Domestic gurus at the Good Housekeeping Institute say you should begin with glasses, before moving on to mugs and then cups.

London - When it comes to doing your washing up, it may seem as simple as clean, rinse and dry.

But with millions now relying on dishwashers to clean our pots and pans, many of us have apparently forgotten how to carry out the task properly by hand.

So now, for those who scratch their heads when presented with a grease-caked dish or burnt saucepan, household experts have compiled their own Sud’s Law – a set of guidelines on how to efficiently complete the job.

And it seems the key to it all is the order in which you tackle your dirty crockery.

Domestic gurus at the Good Housekeeping Institute say you should begin with glasses, before moving on to mugs and then cups.

Saucers, side plates, dinner plates then cutlery are next on the list, while the final items you wash should be serving dishes, pans and roasting trays.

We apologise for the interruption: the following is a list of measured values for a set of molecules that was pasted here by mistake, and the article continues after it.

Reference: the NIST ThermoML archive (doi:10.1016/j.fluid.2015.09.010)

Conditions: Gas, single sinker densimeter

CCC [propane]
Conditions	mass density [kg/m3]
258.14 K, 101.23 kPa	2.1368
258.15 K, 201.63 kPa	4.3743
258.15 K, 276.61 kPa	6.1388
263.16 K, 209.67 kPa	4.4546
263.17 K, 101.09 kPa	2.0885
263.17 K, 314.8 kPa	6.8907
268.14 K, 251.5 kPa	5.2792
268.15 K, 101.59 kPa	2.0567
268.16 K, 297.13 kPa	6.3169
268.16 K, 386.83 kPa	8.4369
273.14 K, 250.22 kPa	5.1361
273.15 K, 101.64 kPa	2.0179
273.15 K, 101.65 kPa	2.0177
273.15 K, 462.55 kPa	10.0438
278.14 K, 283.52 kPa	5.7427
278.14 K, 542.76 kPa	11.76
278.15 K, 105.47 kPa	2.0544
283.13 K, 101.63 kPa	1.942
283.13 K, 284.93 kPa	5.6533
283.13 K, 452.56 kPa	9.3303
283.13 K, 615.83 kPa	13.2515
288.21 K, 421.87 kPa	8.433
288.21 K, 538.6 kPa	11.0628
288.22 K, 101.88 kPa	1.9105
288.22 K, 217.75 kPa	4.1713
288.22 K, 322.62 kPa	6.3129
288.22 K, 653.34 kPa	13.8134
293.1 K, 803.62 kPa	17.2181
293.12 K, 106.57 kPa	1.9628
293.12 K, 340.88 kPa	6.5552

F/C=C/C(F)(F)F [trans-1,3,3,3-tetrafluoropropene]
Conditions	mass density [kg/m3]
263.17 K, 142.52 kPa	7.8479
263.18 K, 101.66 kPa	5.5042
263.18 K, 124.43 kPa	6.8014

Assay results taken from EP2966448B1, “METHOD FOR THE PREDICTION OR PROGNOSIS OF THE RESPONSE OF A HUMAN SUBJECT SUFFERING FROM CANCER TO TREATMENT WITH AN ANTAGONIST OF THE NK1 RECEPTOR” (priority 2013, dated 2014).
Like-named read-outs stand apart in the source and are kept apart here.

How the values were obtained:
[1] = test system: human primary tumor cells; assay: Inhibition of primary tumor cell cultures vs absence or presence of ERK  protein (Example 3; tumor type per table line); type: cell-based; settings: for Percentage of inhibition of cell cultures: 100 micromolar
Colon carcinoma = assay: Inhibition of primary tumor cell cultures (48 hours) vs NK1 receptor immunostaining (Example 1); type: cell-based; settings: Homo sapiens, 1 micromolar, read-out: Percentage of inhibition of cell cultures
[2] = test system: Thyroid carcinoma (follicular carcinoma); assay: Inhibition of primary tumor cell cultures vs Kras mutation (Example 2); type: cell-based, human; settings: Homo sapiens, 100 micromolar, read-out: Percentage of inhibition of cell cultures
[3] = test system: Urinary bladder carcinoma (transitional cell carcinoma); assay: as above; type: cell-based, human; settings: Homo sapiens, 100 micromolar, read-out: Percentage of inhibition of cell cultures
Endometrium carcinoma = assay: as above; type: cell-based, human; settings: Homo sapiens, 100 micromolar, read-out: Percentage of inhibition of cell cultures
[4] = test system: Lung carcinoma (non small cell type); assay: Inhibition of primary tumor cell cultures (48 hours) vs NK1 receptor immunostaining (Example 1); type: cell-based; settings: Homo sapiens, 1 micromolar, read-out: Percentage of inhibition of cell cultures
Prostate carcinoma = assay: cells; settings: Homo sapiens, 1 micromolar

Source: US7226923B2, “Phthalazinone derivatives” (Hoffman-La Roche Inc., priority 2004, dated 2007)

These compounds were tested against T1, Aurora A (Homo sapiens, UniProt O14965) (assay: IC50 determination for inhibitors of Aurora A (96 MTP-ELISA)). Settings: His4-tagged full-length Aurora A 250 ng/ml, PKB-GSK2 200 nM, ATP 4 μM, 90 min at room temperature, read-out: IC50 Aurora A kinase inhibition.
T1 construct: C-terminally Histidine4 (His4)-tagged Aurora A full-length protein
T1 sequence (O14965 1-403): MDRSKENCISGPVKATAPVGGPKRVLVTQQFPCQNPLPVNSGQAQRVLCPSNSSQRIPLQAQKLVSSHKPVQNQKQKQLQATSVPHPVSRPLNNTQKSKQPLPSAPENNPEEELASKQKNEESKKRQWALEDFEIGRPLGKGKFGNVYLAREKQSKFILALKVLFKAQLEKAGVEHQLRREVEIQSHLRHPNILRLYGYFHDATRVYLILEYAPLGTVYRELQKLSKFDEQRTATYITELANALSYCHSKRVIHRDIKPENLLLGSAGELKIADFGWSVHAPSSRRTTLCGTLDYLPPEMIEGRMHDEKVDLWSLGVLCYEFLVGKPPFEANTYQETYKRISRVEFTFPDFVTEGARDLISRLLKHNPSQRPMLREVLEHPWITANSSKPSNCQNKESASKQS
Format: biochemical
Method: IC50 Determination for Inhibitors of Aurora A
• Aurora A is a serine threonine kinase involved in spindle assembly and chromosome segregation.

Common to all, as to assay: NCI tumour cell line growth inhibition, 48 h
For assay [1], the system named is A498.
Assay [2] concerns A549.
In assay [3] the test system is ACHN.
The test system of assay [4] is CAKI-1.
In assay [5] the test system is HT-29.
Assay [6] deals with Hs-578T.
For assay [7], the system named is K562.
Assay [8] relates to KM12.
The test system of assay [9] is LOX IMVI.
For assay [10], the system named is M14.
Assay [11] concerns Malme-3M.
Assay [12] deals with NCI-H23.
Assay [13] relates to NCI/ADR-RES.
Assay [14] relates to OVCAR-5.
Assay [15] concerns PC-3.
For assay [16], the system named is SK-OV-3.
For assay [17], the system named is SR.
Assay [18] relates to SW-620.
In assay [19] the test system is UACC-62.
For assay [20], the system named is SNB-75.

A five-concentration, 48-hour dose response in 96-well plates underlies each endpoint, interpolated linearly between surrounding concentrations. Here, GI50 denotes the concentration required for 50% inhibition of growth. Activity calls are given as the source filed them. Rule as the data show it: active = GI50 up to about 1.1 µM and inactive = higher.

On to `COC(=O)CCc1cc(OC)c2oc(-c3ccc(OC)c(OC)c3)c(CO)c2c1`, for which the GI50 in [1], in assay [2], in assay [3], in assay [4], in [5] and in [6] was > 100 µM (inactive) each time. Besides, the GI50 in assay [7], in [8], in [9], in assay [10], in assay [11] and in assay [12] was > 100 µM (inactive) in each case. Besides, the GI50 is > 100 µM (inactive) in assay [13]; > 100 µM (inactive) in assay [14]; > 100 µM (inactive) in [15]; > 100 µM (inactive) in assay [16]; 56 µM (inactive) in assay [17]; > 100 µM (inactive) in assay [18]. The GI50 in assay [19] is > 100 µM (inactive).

Doing your washing up in this order means your water and sponge will stay cleaner for longer, as you are tackling the least soiled items first, and saves the clean items from sitting in dirty water.

It also means that your most food-encrusted items can be soaking on the side while you wash everything else – making them easier to clean when the time comes. Other tips in the guide include wearing washing up gloves, as this lets you use piping hot water, which is more effective at killing lurking germs than lukewarm.

Changing the water halfway through is also a must, as is the simple but messy job of scraping as much food off the plates as possible before putting them in to soak. "Not getting rid of food debris before you wash up not only clogs the drain but also makes your scrubbing redundant; all of your dishes will only end up soaking in grease and dirt,’ says the guide. ‘And if your pans are burnt or stained then a soak in hot, soapy water will make your wash much easier." The guide also warns against using washing up brushes as they house bacteria.

If used they should be changed regularly, while non-metal sponges should be dampened and put in the microwave for 40 seconds to zap bugs and dishcloths also washed often.